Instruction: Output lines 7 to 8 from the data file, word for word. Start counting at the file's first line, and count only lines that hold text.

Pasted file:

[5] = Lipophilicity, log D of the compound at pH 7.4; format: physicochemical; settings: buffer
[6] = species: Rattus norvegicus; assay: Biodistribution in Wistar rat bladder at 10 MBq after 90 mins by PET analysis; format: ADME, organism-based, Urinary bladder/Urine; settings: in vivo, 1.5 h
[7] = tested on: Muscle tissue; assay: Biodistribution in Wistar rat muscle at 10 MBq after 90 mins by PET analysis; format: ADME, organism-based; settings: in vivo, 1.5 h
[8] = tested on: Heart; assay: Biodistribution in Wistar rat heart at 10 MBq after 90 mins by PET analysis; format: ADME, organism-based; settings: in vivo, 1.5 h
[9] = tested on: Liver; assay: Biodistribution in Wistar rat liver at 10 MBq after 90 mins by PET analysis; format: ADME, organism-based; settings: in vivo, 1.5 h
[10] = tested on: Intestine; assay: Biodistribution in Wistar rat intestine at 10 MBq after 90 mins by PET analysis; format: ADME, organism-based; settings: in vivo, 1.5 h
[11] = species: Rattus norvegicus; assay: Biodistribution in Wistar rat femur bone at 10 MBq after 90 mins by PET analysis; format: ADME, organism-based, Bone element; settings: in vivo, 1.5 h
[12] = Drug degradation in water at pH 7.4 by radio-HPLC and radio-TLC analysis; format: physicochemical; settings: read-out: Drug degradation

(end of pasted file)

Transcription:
[11] = species: Rattus norvegicus; assay: Biodistribution in Wistar rat femur bone at 10 MBq after 90 mins by PET analysis; format: ADME, organism-based, Bone element; settings: in vivo, 1.5 h
[12] = Drug degradation in water at pH 7.4 by radio-HPLC and radio-TLC analysis; format: physicochemical; settings: read-out: Drug degradation